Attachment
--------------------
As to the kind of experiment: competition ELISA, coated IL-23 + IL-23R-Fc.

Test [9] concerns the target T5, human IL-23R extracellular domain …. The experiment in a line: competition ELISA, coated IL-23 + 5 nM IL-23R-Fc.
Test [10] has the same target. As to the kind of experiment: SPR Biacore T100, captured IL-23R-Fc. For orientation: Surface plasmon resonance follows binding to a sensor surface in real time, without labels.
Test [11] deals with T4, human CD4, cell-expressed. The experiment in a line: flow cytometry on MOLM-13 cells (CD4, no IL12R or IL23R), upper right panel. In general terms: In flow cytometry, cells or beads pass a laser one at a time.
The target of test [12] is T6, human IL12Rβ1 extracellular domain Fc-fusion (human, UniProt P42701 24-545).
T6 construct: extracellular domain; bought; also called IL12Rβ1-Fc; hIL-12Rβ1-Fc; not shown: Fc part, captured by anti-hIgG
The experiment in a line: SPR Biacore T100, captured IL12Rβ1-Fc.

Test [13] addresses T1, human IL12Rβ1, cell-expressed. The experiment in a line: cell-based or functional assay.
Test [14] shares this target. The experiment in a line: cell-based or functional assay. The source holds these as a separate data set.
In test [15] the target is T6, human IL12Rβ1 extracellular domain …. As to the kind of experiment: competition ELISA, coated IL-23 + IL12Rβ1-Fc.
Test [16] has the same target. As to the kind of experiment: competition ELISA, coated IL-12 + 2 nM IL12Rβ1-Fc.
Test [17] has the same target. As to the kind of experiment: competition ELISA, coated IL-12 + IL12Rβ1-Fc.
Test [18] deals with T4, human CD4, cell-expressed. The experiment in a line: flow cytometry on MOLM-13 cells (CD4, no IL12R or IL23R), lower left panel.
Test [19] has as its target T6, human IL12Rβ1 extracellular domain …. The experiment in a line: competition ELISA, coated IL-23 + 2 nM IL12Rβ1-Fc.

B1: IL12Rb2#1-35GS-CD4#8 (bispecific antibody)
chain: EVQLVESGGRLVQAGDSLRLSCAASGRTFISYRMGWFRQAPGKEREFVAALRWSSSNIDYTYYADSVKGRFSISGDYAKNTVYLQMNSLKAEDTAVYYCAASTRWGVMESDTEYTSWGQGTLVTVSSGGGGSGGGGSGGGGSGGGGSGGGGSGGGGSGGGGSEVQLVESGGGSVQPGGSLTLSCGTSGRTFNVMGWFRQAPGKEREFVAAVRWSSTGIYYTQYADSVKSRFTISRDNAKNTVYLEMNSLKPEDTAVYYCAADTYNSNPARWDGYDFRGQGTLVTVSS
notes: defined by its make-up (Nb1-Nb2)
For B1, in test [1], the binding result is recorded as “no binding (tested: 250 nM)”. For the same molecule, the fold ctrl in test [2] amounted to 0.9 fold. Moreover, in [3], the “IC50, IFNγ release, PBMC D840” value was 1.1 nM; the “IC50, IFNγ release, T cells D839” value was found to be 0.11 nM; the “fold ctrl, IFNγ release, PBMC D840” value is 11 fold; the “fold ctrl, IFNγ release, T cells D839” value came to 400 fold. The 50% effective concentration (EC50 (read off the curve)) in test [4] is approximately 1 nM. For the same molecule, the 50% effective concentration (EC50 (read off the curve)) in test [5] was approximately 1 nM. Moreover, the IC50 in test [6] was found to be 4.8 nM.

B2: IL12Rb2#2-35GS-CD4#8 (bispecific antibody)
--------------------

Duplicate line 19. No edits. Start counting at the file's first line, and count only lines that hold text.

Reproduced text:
B2: IL12Rb2#2-35GS-CD4#8 (bispecific antibody)